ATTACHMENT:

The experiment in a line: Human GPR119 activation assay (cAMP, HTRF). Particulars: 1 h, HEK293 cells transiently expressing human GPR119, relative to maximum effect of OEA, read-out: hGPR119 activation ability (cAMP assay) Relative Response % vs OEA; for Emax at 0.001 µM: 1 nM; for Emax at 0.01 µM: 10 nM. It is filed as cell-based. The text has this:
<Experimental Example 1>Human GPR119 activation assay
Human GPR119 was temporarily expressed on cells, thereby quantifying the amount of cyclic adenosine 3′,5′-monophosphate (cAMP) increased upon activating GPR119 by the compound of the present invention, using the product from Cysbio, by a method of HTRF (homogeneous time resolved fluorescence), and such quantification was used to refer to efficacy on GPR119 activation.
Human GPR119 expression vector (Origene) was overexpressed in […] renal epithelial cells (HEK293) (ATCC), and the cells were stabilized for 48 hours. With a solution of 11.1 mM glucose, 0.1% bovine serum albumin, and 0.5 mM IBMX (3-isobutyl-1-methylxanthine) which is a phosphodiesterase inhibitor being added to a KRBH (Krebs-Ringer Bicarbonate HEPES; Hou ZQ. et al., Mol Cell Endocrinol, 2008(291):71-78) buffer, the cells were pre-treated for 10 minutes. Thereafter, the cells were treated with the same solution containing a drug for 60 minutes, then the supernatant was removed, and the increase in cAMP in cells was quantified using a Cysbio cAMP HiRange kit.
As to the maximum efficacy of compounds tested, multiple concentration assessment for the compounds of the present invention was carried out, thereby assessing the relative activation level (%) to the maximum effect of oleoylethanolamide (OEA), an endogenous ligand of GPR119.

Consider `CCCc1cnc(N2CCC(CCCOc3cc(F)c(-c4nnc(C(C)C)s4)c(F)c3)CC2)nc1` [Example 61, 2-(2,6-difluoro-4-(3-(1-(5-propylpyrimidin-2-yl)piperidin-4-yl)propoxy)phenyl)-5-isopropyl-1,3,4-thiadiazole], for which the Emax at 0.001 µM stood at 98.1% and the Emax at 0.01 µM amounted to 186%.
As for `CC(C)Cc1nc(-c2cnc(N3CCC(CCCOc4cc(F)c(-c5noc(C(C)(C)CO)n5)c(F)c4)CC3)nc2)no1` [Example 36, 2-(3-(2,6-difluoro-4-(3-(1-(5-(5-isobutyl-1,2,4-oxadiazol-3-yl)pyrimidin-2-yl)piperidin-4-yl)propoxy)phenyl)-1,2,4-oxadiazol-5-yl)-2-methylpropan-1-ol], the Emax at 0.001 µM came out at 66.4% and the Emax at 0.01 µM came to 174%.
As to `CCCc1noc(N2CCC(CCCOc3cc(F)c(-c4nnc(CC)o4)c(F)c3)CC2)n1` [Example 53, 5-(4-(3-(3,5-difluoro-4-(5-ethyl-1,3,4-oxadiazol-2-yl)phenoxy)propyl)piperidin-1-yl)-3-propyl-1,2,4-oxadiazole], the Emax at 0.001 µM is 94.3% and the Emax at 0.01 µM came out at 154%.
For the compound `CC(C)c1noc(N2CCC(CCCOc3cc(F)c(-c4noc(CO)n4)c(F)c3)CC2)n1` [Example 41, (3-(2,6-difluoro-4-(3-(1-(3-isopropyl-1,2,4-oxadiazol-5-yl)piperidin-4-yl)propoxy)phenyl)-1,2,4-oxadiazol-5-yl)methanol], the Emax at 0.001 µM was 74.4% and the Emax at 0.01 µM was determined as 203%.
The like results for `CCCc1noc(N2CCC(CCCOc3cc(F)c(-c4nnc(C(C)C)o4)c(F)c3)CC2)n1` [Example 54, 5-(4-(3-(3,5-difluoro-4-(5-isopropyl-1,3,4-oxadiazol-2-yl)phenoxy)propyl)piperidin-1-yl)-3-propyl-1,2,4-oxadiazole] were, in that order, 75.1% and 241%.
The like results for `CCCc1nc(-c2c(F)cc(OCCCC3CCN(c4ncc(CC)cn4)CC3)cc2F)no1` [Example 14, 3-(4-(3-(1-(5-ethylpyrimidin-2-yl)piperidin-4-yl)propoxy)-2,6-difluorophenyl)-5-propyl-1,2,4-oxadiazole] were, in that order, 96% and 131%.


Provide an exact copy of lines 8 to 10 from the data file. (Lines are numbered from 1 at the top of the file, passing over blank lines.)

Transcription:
As to `CCCc1noc(N2CCC(CCCOc3cc(F)c(-c4nnc(CC)o4)c(F)c3)CC2)n1` [Example 53, 5-(4-(3-(3,5-difluoro-4-(5-ethyl-1,3,4-oxadiazol-2-yl)phenoxy)propyl)piperidin-1-yl)-3-propyl-1,2,4-oxadiazole], the Emax at 0.001 µM is 94.3% and the Emax at 0.01 µM came out at 154%.
For the compound `CC(C)c1noc(N2CCC(CCCOc3cc(F)c(-c4noc(CO)n4)c(F)c3)CC2)n1` [Example 41, (3-(2,6-difluoro-4-(3-(1-(3-isopropyl-1,2,4-oxadiazol-5-yl)piperidin-4-yl)propoxy)phenyl)-1,2,4-oxadiazol-5-yl)methanol], the Emax at 0.001 µM was 74.4% and the Emax at 0.01 µM was determined as 203%.
The like results for `CCCc1noc(N2CCC(CCCOc3cc(F)c(-c4nnc(C(C)C)o4)c(F)c3)CC2)n1` [Example 54, 5-(4-(3-(3,5-difluoro-4-(5-isopropyl-1,3,4-oxadiazol-2-yl)phenoxy)propyl)piperidin-1-yl)-3-propyl-1,2,4-oxadiazole] were, in that order, 75.1% and 241%.